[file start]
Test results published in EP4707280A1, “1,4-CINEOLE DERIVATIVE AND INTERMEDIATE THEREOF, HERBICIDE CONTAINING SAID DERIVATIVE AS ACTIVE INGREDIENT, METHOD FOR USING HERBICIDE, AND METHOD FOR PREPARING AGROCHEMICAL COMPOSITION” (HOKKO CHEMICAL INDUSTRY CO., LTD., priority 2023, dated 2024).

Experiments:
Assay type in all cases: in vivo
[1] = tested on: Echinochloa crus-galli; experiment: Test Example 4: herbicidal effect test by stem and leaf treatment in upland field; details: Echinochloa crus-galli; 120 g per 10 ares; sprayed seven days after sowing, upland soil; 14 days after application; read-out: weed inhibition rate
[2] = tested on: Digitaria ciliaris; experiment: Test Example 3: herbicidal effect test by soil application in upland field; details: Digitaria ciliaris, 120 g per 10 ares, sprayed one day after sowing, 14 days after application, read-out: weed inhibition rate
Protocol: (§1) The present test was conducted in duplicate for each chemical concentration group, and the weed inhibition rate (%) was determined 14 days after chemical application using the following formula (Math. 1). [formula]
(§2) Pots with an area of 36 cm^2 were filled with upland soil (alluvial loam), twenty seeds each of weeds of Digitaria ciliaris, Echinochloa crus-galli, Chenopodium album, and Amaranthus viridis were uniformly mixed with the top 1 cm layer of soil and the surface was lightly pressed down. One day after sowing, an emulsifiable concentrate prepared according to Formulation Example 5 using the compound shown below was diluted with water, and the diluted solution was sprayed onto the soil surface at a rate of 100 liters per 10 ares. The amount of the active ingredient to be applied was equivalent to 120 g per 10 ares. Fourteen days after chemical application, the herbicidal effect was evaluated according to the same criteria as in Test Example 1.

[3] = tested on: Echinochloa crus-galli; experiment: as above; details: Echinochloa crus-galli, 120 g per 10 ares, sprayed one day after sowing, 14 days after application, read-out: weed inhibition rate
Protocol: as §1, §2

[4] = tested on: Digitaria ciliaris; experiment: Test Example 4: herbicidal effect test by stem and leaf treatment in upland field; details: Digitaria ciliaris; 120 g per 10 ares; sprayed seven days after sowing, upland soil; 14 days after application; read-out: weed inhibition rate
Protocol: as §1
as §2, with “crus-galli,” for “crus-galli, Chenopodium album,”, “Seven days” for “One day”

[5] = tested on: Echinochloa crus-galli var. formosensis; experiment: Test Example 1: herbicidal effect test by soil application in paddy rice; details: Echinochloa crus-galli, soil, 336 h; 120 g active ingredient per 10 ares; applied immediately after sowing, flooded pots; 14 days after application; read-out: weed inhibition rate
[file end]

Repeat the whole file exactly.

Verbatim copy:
Test results published in EP4707280A1, “1,4-CINEOLE DERIVATIVE AND INTERMEDIATE THEREOF, HERBICIDE CONTAINING SAID DERIVATIVE AS ACTIVE INGREDIENT, METHOD FOR USING HERBICIDE, AND METHOD FOR PREPARING AGROCHEMICAL COMPOSITION” (HOKKO CHEMICAL INDUSTRY CO., LTD., priority 2023, dated 2024).

Experiments:
Assay type in all cases: in vivo
[1] = tested on: Echinochloa crus-galli; experiment: Test Example 4: herbicidal effect test by stem and leaf treatment in upland field; details: Echinochloa crus-galli; 120 g per 10 ares; sprayed seven days after sowing, upland soil; 14 days after application; read-out: weed inhibition rate
[2] = tested on: Digitaria ciliaris; experiment: Test Example 3: herbicidal effect test by soil application in upland field; details: Digitaria ciliaris, 120 g per 10 ares, sprayed one day after sowing, 14 days after application, read-out: weed inhibition rate
Protocol: (§1) The present test was conducted in duplicate for each chemical concentration group, and the weed inhibition rate (%) was determined 14 days after chemical application using the following formula (Math. 1). [formula]
(§2) Pots with an area of 36 cm^2 were filled with upland soil (alluvial loam), twenty seeds each of weeds of Digitaria ciliaris, Echinochloa crus-galli, Chenopodium album, and Amaranthus viridis were uniformly mixed with the top 1 cm layer of soil and the surface was lightly pressed down. One day after sowing, an emulsifiable concentrate prepared according to Formulation Example 5 using the compound shown below was diluted with water, and the diluted solution was sprayed onto the soil surface at a rate of 100 liters per 10 ares. The amount of the active ingredient to be applied was equivalent to 120 g per 10 ares. Fourteen days after chemical application, the herbicidal effect was evaluated according to the same criteria as in Test Example 1.

[3] = tested on: Echinochloa crus-galli; experiment: as above; details: Echinochloa crus-galli, 120 g per 10 ares, sprayed one day after sowing, 14 days after application, read-out: weed inhibition rate
Protocol: as §1, §2

[4] = tested on: Digitaria ciliaris; experiment: Test Example 4: herbicidal effect test by stem and leaf treatment in upland field; details: Digitaria ciliaris; 120 g per 10 ares; sprayed seven days after sowing, upland soil; 14 days after application; read-out: weed inhibition rate
Protocol: as §1
as §2, with “crus-galli,” for “crus-galli, Chenopodium album,”, “Seven days” for “One day”

[5] = tested on: Echinochloa crus-galli var. formosensis; experiment: Test Example 1: herbicidal effect test by soil application in paddy rice; details: Echinochloa crus-galli, soil, 336 h; 120 g active ingredient per 10 ares; applied immediately after sowing, flooded pots; 14 days after application; read-out: weed inhibition rate